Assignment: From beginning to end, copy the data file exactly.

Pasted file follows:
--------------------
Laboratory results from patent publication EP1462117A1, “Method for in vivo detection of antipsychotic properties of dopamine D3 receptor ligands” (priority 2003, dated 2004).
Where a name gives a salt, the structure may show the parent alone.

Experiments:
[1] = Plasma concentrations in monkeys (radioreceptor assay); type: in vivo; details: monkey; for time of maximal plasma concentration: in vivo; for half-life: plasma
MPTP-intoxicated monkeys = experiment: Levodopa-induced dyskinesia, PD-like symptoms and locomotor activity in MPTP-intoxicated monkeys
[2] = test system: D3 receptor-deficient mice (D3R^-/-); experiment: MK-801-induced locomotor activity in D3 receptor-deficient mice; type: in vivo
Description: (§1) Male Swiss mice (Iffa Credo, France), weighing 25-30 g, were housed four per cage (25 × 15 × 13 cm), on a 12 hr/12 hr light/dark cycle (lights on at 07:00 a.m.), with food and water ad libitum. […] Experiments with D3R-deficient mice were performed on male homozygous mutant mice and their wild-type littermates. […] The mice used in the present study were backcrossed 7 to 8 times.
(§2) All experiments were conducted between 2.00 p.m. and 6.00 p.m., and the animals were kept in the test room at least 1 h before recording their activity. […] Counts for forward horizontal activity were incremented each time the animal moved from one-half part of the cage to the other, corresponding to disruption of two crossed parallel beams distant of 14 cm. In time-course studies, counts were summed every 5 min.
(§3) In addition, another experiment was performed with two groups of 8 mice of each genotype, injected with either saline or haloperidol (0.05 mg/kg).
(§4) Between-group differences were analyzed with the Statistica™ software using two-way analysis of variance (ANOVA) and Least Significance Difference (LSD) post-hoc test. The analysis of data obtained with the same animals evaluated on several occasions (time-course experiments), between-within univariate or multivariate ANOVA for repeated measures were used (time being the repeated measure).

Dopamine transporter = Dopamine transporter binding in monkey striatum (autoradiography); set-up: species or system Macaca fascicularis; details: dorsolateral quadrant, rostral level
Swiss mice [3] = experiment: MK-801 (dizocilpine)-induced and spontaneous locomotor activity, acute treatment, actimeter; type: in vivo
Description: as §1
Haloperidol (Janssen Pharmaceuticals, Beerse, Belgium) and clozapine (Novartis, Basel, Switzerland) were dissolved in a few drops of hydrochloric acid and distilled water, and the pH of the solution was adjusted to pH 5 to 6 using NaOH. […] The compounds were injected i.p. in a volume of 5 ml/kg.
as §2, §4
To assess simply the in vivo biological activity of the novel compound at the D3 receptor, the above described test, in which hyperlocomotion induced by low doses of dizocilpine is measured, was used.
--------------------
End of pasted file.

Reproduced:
Laboratory results from patent publication EP1462117A1, “Method for in vivo detection of antipsychotic properties of dopamine D3 receptor ligands” (priority 2003, dated 2004).
Where a name gives a salt, the structure may show the parent alone.

Experiments:
[1] = Plasma concentrations in monkeys (radioreceptor assay); type: in vivo; details: monkey; for time of maximal plasma concentration: in vivo; for half-life: plasma
MPTP-intoxicated monkeys = experiment: Levodopa-induced dyskinesia, PD-like symptoms and locomotor activity in MPTP-intoxicated monkeys
[2] = test system: D3 receptor-deficient mice (D3R^-/-); experiment: MK-801-induced locomotor activity in D3 receptor-deficient mice; type: in vivo
Description: (§1) Male Swiss mice (Iffa Credo, France), weighing 25-30 g, were housed four per cage (25 × 15 × 13 cm), on a 12 hr/12 hr light/dark cycle (lights on at 07:00 a.m.), with food and water ad libitum. […] Experiments with D3R-deficient mice were performed on male homozygous mutant mice and their wild-type littermates. […] The mice used in the present study were backcrossed 7 to 8 times.
(§2) All experiments were conducted between 2.00 p.m. and 6.00 p.m., and the animals were kept in the test room at least 1 h before recording their activity. […] Counts for forward horizontal activity were incremented each time the animal moved from one-half part of the cage to the other, corresponding to disruption of two crossed parallel beams distant of 14 cm. In time-course studies, counts were summed every 5 min.
(§3) In addition, another experiment was performed with two groups of 8 mice of each genotype, injected with either saline or haloperidol (0.05 mg/kg).
(§4) Between-group differences were analyzed with the Statistica™ software using two-way analysis of variance (ANOVA) and Least Significance Difference (LSD) post-hoc test. The analysis of data obtained with the same animals evaluated on several occasions (time-course experiments), between-within univariate or multivariate ANOVA for repeated measures were used (time being the repeated measure).

Dopamine transporter = Dopamine transporter binding in monkey striatum (autoradiography); set-up: species or system Macaca fascicularis; details: dorsolateral quadrant, rostral level
Swiss mice [3] = experiment: MK-801 (dizocilpine)-induced and spontaneous locomotor activity, acute treatment, actimeter; type: in vivo
Description: as §1
Haloperidol (Janssen Pharmaceuticals, Beerse, Belgium) and clozapine (Novartis, Basel, Switzerland) were dissolved in a few drops of hydrochloric acid and distilled water, and the pH of the solution was adjusted to pH 5 to 6 using NaOH. […] The compounds were injected i.p. in a volume of 5 ml/kg.
as §2, §4
To assess simply the in vivo biological activity of the novel compound at the D3 receptor, the above described test, in which hyperlocomotion induced by low doses of dizocilpine is measured, was used.